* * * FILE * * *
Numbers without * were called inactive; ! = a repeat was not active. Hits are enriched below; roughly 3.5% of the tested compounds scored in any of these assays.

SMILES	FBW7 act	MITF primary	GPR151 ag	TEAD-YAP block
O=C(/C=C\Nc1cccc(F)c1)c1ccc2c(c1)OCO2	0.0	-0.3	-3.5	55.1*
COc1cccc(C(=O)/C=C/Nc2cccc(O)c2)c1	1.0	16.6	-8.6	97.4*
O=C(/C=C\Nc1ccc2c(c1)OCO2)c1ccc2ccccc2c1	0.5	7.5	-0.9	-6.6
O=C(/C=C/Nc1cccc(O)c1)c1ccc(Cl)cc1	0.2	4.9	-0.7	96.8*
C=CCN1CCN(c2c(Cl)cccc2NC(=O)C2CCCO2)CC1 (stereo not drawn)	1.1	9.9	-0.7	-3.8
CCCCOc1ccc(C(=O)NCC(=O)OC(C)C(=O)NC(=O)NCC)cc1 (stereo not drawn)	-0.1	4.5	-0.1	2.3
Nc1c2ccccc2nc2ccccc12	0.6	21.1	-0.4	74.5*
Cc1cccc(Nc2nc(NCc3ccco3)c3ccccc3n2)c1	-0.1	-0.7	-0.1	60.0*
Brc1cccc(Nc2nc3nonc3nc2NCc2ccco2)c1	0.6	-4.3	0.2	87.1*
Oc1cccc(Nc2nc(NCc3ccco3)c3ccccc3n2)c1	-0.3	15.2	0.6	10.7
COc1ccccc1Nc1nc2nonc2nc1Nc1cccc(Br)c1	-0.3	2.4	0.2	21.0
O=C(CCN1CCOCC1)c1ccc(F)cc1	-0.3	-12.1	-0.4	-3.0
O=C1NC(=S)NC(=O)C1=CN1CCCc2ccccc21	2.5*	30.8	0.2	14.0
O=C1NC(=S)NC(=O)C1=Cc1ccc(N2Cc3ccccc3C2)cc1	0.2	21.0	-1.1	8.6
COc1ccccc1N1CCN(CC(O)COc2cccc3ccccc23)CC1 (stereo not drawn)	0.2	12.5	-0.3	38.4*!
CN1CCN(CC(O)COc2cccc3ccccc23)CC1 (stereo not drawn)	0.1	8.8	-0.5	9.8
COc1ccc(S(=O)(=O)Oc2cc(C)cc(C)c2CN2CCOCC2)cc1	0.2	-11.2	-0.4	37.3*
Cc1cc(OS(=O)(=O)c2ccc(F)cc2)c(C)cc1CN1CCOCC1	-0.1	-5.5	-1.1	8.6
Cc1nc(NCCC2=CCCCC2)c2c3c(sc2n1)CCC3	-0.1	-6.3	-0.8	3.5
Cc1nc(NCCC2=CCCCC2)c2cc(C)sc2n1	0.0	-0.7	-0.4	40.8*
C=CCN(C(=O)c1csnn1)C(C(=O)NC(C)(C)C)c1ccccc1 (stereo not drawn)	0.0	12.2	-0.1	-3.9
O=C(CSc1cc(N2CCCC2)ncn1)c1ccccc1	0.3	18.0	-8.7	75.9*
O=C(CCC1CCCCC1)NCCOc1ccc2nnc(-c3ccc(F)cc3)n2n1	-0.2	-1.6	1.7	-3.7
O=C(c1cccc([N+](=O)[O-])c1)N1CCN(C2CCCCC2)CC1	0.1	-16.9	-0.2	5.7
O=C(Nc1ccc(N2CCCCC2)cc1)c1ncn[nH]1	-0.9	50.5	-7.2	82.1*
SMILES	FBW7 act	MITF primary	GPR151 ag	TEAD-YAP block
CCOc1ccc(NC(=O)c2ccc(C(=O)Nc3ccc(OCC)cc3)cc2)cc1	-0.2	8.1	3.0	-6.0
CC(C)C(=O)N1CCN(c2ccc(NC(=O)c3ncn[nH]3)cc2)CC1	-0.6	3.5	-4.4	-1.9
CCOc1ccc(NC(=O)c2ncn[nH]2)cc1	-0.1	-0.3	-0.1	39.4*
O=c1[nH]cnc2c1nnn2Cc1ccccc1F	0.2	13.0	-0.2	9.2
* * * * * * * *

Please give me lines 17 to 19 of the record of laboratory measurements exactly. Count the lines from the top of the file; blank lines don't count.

COc1ccccc1N1CCN(CC(O)COc2cccc3ccccc23)CC1 (stereo not drawn)	0.2	12.5	-0.3	38.4*!
CN1CCN(CC(O)COc2cccc3ccccc23)CC1 (stereo not drawn)	0.1	8.8	-0.5	9.8
COc1ccc(S(=O)(=O)Oc2cc(C)cc(C)c2CN2CCOCC2)cc1	0.2	-11.2	-0.4	37.3*